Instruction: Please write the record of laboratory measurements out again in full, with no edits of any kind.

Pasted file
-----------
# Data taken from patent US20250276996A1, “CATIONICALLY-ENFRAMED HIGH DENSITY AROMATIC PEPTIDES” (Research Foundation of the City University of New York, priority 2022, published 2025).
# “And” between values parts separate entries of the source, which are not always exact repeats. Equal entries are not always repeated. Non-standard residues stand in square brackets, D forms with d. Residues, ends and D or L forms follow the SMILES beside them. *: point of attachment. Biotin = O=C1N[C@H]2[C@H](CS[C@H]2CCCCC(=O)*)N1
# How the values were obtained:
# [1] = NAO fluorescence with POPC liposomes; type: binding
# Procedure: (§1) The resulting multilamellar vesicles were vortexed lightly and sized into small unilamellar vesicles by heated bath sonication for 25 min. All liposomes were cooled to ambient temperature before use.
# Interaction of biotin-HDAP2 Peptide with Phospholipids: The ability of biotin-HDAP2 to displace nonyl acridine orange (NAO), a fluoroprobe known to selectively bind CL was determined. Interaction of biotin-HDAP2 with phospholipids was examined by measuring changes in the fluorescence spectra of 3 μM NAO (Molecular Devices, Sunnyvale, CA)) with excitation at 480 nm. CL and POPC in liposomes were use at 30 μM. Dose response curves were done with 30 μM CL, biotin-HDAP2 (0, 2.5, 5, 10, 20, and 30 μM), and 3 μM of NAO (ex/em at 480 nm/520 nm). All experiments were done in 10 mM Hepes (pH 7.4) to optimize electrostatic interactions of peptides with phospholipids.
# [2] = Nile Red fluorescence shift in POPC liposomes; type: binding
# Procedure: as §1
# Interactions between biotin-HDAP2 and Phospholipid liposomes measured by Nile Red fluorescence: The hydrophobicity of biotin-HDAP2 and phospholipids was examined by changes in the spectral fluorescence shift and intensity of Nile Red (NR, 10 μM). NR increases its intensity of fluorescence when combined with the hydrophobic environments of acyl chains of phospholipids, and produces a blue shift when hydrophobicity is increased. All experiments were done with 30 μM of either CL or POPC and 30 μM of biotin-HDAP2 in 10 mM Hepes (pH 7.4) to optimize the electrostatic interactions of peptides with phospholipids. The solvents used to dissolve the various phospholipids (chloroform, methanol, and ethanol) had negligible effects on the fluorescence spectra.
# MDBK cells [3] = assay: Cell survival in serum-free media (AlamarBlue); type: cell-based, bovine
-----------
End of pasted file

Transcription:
# Data taken from patent US20250276996A1, “CATIONICALLY-ENFRAMED HIGH DENSITY AROMATIC PEPTIDES” (Research Foundation of the City University of New York, priority 2022, published 2025).
# “And” between values parts separate entries of the source, which are not always exact repeats. Equal entries are not always repeated. Non-standard residues stand in square brackets, D forms with d. Residues, ends and D or L forms follow the SMILES beside them. *: point of attachment. Biotin = O=C1N[C@H]2[C@H](CS[C@H]2CCCCC(=O)*)N1
# How the values were obtained:
# [1] = NAO fluorescence with POPC liposomes; type: binding
# Procedure: (§1) The resulting multilamellar vesicles were vortexed lightly and sized into small unilamellar vesicles by heated bath sonication for 25 min. All liposomes were cooled to ambient temperature before use.
# Interaction of biotin-HDAP2 Peptide with Phospholipids: The ability of biotin-HDAP2 to displace nonyl acridine orange (NAO), a fluoroprobe known to selectively bind CL was determined. Interaction of biotin-HDAP2 with phospholipids was examined by measuring changes in the fluorescence spectra of 3 μM NAO (Molecular Devices, Sunnyvale, CA)) with excitation at 480 nm. CL and POPC in liposomes were use at 30 μM. Dose response curves were done with 30 μM CL, biotin-HDAP2 (0, 2.5, 5, 10, 20, and 30 μM), and 3 μM of NAO (ex/em at 480 nm/520 nm). All experiments were done in 10 mM Hepes (pH 7.4) to optimize electrostatic interactions of peptides with phospholipids.
# [2] = Nile Red fluorescence shift in POPC liposomes; type: binding
# Procedure: as §1
# Interactions between biotin-HDAP2 and Phospholipid liposomes measured by Nile Red fluorescence: The hydrophobicity of biotin-HDAP2 and phospholipids was examined by changes in the spectral fluorescence shift and intensity of Nile Red (NR, 10 μM). NR increases its intensity of fluorescence when combined with the hydrophobic environments of acyl chains of phospholipids, and produces a blue shift when hydrophobicity is increased. All experiments were done with 30 μM of either CL or POPC and 30 μM of biotin-HDAP2 in 10 mM Hepes (pH 7.4) to optimize the electrostatic interactions of peptides with phospholipids. The solvents used to dissolve the various phospholipids (chloroform, methanol, and ethanol) had negligible effects on the fluorescence spectra.
# MDBK cells [3] = assay: Cell survival in serum-free media (AlamarBlue); type: cell-based, bovine